Name change provides spike in AFA membership numbers

With fewer farmers and more commodity groups, farm policy organizations must work hard to recruit members

RED DEER — A new name has given the Alberta Federation of Agriculture a boost.

Membership in the general farm organization is up 20 percent to 255 individual members, three commodity groups, one non-profit, two association members and 20 patron members.

“The new name fits our needs,” said president Lynn Jacobson.

The organization, which had already changed its name from Unifarm to Wildrose Agricultural Producers in 1996, made the most recent change in May 2013.

“We have reinvented our organization,” Jacobson said during the federation’s annual meeting.

A lack of stable funding limits the group’s involvement in discussions, but it still manages to promote agriculture at provincial and federal events.

Taking an active role in the Canadian Transportation Agency grain transportation rail review has been a key focus for Jacobson.

Members are routinely challenged at their annual meetings to go home and persuade more farmers to join. With an aging membership, it’s always a struggle.

Jacobson said one of the main focuses this year will be to attract farmer members but also to convince more commodity groups, non-profits and patrons to support the organization.

The federation also plans to ask Alberta agriculture minister Verlyn Olson for a way to achieve stable funding from farmers. Previous agriculture ministers have rejected similar requests.

A significant portion of the group’s income comes from membership in the Co-operators, but floods in Alberta and ice storms in Ontario reduced the benefits paid to it by $20,000.

Federation director Grace MacGregor expects the organization to have a $43,000 operating deficit this year.

“We can’t really cut our expenses. We need more revenue,” said MacGregor.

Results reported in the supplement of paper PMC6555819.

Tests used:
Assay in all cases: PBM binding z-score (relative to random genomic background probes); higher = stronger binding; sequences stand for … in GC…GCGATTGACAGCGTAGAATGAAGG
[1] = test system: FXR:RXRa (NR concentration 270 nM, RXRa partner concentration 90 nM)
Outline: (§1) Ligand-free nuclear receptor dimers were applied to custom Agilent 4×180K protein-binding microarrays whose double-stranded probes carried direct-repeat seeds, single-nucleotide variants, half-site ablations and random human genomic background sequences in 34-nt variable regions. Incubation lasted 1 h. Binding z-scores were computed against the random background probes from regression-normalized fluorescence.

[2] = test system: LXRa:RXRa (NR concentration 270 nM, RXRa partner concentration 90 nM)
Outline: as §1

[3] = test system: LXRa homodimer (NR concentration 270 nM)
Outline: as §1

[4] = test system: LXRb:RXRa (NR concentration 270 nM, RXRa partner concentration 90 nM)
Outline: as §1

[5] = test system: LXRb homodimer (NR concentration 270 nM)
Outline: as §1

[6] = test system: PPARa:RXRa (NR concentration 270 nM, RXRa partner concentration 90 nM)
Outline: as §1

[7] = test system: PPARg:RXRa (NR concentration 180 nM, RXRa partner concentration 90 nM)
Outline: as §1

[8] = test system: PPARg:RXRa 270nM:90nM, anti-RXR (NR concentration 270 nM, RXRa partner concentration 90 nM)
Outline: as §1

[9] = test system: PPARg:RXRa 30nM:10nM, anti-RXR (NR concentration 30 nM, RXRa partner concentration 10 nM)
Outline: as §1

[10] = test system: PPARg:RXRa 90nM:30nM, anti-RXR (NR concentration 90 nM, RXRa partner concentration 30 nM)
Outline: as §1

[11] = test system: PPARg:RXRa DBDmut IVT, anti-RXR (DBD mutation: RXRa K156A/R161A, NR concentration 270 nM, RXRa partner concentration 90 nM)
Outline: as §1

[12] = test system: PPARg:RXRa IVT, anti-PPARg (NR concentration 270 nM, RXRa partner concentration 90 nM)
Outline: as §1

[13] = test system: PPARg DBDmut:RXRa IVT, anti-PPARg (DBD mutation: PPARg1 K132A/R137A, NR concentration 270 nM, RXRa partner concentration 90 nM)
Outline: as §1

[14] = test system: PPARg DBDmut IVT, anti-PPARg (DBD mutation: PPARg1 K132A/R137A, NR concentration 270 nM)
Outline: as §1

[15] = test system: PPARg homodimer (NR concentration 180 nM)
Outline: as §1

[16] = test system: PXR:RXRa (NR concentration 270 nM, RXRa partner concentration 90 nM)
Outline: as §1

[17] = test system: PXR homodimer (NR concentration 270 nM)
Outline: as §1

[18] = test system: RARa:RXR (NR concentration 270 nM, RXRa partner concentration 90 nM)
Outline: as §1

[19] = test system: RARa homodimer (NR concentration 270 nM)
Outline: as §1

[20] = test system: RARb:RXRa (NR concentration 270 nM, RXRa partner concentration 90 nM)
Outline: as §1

Like Alberta, Manitoba has a handful of commodity organizations that represent their own commodities’ interests. Dan Mazier, vice-president of Keystone Agricultural Producers, said a strong provincial commodity organization is needed to speak up for agriculture with a strong unified voice.

“We are a general farm organization. We are a policy based organization,” said Mazier.

KAP is a member-based organization with 22 commodity group members.

Membership is declining along with the number of farmers in the province, but KAP still has a strong membership base, he said.

“We are declining because there are less farmers, but are holding (our) own,” he said.

“The challenge is getting the message out about what we’re doing for members. That is still a challenge.”

Improved communication always tops farmers’ wish lists when asked what farm or commodity organizations can do, but communication costs money.

KAP directors travel across the province every fall to host 12 meetings in each district. About 12 farmers show up at each meeting.

“It’s still invaluable, but we need to spread out the meetings,” said Mazier.

Todd Lewis, vice-president of the Agricultural Producers Association of Saskatchewan, said his organization has concentrated on increasing membership. APAS membership comes from the province’s 296 rural municipalities, which are not all members.

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